Stress has recently become the buzzword for ill health.
There’s a whole laundry list of ailments that are being linked to stress starting from temporary memory loss, lack of concentration, bouts of anxiety to lifestyle diseases like diabetes and cardiac disorders.
The fact is that stress is a natural physical response to a perceived threat. Anytime your body feels threatened, it activates a series of reactions that prepare you to tackle the threat.
Temporarily, these reactions are healthy and even beneficial. When you have an approaching deadline for example, your body temporarily releases adrenaline, your heart starts to pound, you feel alert and your concentration improves preparing you to tackle the deadline.
The caveat is that when you are constantly stressed, your body continues to be in this preparatory mode which in turn puts a lot of unwanted pressure on your internal system.
That’s when stress starts to become unhealthy rather than protective.
It’s funny how we are constantly reminded about stress and its ill effects on the body which in turn makes us more stressed trying to figure out how to control it.
Here are seven simple but effective stress management techniques that are guaranteed to work provided you are willing to put in that little extra effort needed to incorporate these into your everyday life.
One of the effects of chronic stress is shallow and rapid breathing which is extremely harmful in the long run. Start off by learning to control this. Breathe from your diaphragm and focus on your chest as you do this. Your stomach should expand and contract as you slowly inhale and exhale. It may feel difficult at first. It is not uncommon for people to feel dizzy as they start diaphragmatic breathing. But with practice, it becomes easier. Deep diaphragmatic breathing instantly reduces the release of cortisol, a hormone that is released when the body is stressed.
Identify the stressors
Grab a diary and make a log of your daily activities. At the end of the day, highlight the events or situations that tend to trigger a negative response from you. It may be people around you, situations that you can improve on or procrastination. Now slowly work to eliminate these stressors from your life.
Talk to yourself
When you are stressed, there’s a constant barrage of negative emotions and thoughts that flood your mind. Remind yourself that this is temporary and you can get out of the situation by taking action. Switch off the negative emotions and focus on how you can improve the condition. Make a list of the actions you need to take. Start taking action on the list. There’s nothing more motivating than successfully finishing a task that is stressing you.
Exercise, in any form is tremendously beneficial in helping improve stress. It releases endorphins or feel good hormones which helps boost your mood instantly. You do not necessarily have to go the gym or start vigorous training. Just get out of your office or home and take a walk. If you have a desktop job, then get up every few minutes and stretch. The idea is to get your body moving.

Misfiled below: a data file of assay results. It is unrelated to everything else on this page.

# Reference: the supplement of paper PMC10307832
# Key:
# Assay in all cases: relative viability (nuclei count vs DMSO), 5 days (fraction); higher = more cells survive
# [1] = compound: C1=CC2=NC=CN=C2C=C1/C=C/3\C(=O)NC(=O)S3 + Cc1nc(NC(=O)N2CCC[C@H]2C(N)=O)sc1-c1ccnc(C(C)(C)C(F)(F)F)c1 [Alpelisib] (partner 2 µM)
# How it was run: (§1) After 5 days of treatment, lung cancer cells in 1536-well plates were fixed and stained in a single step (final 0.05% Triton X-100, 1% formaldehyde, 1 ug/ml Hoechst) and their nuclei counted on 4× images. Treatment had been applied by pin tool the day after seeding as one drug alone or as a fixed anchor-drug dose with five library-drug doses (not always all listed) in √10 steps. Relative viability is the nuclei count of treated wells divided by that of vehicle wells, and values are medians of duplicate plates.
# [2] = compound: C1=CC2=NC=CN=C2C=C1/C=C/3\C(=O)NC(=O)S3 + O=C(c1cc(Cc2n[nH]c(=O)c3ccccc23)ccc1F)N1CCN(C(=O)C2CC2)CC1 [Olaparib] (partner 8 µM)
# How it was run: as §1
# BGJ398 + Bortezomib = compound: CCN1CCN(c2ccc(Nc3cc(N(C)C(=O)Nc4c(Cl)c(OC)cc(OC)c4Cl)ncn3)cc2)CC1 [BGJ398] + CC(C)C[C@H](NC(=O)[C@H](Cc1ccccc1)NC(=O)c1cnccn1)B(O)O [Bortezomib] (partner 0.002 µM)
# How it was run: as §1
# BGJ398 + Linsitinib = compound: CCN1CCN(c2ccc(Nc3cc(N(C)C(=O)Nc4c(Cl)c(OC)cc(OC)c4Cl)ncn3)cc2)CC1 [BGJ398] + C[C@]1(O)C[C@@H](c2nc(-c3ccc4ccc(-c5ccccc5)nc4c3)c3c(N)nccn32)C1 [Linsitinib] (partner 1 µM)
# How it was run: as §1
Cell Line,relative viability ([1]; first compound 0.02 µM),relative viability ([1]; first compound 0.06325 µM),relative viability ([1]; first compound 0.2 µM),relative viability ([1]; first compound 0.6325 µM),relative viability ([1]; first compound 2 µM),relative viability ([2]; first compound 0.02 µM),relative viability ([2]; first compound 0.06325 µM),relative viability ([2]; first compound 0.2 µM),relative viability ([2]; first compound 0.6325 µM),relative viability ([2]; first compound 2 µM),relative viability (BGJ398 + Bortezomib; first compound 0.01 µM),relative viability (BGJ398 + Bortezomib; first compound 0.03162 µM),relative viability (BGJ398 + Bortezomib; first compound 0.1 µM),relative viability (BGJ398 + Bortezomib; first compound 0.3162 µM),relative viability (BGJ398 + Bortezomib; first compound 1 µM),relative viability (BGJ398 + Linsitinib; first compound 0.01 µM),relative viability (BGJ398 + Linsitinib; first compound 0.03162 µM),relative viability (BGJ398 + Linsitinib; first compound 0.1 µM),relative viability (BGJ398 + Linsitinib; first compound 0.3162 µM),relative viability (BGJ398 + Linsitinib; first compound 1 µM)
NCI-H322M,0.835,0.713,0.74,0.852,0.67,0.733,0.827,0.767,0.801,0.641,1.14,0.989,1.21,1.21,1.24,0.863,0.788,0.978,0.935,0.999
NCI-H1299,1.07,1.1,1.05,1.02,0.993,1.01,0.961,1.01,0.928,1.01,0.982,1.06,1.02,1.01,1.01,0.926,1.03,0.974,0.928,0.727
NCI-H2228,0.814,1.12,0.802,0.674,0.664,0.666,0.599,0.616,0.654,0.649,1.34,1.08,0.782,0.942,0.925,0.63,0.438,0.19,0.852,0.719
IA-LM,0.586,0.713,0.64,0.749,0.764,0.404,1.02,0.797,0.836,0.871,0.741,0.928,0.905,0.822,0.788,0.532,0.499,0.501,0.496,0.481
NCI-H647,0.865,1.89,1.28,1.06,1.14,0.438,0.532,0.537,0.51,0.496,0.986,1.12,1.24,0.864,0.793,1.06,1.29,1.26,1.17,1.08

It is critical that you learn to love yourself. Prioritize yourself before anyone else. The inability to say no is one of the most common reasons for chronic stress. If you are feeling overwhelmed with a million to-do things on your list, review it and chalk out the ones that are really important. Postpone or delete the rest. You can only do so much at a time and it is completely ok to say no. Take a nap. Take a break from whatever you are doing. Switch off your cell phone and spend some time with yourself. ‘Me time’ will help you connect with yourself and figure out the things that are going wrong in your life.
The only reason meditation doesn’t top this list of stress management techniques is because it takes a fair amount of practice to master. But meditation is one of the most effective stress management techniques in the world. It helps reduce the neurons in the area of the brain where stress signals originate from. It boosts the secretion of gamma-aminobutyric acid which is a neurotransmitter that induces a sense of calmness. Last but not the least; it can help you reduce the constant, mindless chatter that goes on in your mind when you are stressed. If you feel that it is too difficult to learn, enroll yourself in an online meditation course or watch Youtube videos that guide you. Here’s a great one to get started –
The Japanese practice a technique called ‘Shirin-Yoku’ which translates as ‘Forest Bathing’. Well, before you picture yourself stripping naked in a forest, that’s not what this is about. Forest Bathing means spending a time among trees or nature for that matter. It helps reduce blood pressure and also reduces release of stress hormones. And just in case there’s no forest in your neighborhood, even a walk in the park qualifies as ‘Nature time’. Next time, grab your lunch and head to the park. Oh, don’t forget to switch off your cell phone.